When you are involved in a car accident, it is always recommended that you notify your insurance company, even if the collision is relatively minor. Insurers want to be updated any time you are in a car accident because it can affect your insurance premiums. However, while your insurance company may prefer that you file the claim immediately, you have up to the time in the statute of limitations of the state.
In addition, the time limit for an injury claim is generally shorter than the time limit for filing a claim for property damage. An experienced lawyer will work closely with you to ensure that your claim is filed on time.
What is the Deadline for Filing a Personal Injury Claim in California?
The statute of limitations for filing a personal injury claim in California is two years from the date of the accident. If the accident resulted in a fatality, the surviving family members must file a wrongful death lawsuit within two years of the date of the person’s death. The deadline for filing a claim for property damage is three years from the date of the accident. When the plaintiff is under 18 years old, the California statute of limitations is the same, however, the clock does not start ticking until the minor’s 18th birthday.
If you fail to file your claim within this time frame, your claim will likely be denied, and you will not be able to recover any damages. In addition, you will be prohibited from bringing your case to the court at a later date.
Why is the Timing of Filing a Personal Injury Claim so Important?
While you technically have two years to file a personal injury claim, it is highly recommended that you initiate the claims process as soon as possible. One of the main reasons why this is so important is that the longer you wait to file a claim, the more difficult it will be to collect key evidence. For example, if you wait too long to file a claim for property damage for your totaled vehicle, by the time you start the process, the car may be sold for parts or auctioned off. That means you will no longer be able to present the damaged vehicle as evidence.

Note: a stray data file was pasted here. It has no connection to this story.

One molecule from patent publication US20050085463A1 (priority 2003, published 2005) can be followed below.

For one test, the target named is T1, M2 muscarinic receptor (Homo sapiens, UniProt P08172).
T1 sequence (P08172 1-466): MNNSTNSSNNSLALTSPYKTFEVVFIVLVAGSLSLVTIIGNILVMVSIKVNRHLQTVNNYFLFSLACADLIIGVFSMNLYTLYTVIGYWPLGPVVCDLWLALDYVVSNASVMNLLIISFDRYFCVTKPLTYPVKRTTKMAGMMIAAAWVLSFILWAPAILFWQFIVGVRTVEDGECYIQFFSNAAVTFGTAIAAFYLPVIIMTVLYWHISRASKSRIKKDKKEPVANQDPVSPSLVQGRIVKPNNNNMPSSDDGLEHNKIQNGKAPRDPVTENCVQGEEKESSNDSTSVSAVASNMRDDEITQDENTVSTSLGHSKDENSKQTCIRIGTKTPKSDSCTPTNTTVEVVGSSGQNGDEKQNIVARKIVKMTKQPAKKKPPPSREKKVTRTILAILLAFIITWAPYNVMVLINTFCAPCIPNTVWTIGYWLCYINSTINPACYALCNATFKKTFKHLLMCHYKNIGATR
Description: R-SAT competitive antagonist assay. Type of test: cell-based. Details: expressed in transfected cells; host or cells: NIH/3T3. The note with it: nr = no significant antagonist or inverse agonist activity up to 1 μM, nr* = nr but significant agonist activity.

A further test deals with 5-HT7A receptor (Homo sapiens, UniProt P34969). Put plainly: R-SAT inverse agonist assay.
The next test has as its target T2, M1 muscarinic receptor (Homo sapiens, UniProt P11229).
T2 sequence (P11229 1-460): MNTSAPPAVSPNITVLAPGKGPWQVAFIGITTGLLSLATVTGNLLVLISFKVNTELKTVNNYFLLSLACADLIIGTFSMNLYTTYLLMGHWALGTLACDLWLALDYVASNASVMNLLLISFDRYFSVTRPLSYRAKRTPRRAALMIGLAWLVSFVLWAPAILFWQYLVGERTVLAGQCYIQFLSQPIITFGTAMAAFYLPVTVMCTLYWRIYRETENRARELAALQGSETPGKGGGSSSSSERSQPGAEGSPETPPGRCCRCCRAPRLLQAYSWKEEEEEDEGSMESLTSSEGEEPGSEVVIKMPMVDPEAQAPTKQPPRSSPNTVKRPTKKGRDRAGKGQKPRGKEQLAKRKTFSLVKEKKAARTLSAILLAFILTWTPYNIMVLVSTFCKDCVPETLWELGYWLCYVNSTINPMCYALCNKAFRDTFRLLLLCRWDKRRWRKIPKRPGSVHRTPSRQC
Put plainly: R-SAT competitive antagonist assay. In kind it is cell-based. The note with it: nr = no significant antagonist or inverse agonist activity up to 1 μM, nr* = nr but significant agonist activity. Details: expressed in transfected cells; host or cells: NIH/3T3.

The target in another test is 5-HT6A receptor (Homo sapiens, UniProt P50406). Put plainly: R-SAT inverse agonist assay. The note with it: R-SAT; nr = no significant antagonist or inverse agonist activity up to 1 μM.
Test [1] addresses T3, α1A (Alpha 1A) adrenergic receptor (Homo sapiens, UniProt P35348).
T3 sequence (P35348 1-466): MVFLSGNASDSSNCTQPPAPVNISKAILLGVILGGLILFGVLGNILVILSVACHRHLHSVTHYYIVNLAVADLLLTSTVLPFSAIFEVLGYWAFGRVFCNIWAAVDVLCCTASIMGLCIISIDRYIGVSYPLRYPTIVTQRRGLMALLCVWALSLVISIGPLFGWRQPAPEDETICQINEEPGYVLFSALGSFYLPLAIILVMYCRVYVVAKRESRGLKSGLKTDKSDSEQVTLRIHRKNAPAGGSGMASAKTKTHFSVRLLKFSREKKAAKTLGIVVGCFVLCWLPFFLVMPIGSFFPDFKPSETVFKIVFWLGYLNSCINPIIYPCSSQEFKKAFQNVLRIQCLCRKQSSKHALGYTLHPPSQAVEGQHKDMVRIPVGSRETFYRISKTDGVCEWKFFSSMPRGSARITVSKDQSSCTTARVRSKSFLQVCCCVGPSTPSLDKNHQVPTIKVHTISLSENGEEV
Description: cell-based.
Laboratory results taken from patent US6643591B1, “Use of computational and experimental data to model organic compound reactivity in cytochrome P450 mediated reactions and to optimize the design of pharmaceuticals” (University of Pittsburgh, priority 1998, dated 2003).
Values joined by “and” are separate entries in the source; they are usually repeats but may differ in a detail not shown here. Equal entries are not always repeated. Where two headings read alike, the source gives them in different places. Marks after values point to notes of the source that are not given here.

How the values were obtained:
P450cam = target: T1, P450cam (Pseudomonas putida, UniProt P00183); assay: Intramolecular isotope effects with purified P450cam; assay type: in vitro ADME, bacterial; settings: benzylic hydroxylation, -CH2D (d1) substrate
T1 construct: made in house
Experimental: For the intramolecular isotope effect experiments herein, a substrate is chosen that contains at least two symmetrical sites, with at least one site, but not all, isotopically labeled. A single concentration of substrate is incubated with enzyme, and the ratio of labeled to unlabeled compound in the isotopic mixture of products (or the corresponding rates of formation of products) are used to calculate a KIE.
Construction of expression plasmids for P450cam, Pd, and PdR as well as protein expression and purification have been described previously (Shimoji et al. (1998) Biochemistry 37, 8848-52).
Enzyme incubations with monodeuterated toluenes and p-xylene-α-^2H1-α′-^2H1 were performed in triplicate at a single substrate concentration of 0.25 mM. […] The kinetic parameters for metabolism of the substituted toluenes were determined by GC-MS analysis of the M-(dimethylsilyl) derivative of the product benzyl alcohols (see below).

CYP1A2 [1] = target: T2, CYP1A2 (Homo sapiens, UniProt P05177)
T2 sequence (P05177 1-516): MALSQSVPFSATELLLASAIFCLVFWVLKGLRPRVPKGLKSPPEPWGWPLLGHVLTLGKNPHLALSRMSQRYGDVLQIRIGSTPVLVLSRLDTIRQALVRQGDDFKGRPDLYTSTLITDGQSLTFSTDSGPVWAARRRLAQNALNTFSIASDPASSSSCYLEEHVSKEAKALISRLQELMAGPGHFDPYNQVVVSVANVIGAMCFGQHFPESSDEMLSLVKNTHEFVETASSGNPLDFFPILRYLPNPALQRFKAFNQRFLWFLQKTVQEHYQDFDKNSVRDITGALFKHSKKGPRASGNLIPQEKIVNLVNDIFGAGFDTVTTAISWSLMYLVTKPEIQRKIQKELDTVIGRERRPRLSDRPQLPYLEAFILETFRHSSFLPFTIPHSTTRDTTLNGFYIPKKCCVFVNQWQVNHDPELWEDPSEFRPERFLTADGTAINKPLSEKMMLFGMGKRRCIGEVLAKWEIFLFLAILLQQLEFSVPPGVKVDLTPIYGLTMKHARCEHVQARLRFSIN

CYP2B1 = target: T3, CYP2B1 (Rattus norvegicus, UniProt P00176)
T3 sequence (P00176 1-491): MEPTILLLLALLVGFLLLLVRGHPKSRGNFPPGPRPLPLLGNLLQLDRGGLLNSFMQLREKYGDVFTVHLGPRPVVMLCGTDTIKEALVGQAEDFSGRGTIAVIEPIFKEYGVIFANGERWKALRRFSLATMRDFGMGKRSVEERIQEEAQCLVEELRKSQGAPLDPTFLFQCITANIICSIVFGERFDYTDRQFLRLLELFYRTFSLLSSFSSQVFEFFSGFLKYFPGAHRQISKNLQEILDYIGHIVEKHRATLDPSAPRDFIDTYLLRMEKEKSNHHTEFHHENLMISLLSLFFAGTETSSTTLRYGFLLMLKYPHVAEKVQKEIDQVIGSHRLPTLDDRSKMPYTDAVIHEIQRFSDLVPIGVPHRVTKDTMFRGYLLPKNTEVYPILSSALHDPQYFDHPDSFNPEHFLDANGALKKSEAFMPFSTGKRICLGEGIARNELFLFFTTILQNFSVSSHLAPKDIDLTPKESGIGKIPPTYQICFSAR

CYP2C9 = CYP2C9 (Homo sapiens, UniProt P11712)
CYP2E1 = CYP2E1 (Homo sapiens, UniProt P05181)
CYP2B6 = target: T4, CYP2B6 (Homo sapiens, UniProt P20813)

However, it is important to understand that some injuries do not become apparent until days, weeks, or even months after the accident. If you file a claim before you learn about the full extent of your injuries, you could reach a settlement that does not cover the full costs associated with the injury.
If you are unable to file a claim immediately following the accident because you suffered serious injuries and were rushed to the hospital, the last thing you want to think about is collecting evidence and contacting your insurance company.
However, a dedicated lawyer understands how stressful and overwhelming this can be for you, particularly when you are recovering from your injuries. Your lawyer will work with investigators to determine who is responsible for the accident and recover the evidence necessary to support your claim.
How Do I Report an Accident to My Insurance Company?
There will likely be a toll-free number for customer service or an emergency hotline on your insurance card. Call this number immediately following the accident and let your insurance agent know that you were involved in a collision. They will ask for some basic information, including your full name, policy number, driver’s license, and license plate numbers of all drivers involved in the accident, date and time of the accident, and a general description of what happened.
While you are required to disclose certain details about the accident, be careful not to say anything that suggests you were in any way responsible. Keep the following tips in mind when reporting the accident to your insurance company:
- Report your injury. Notify your insurance company that you were injured, but do not provide specific details about the injury until you have been examined by a health care provider.
- Be careful when providing statements. Do not give written or recorded statements to the insurance company until you are sure that there will be no negative legal ramifications. If you are unsure about the legal impact that your statement may have, you are urged to contact a lawyer as soon as possible.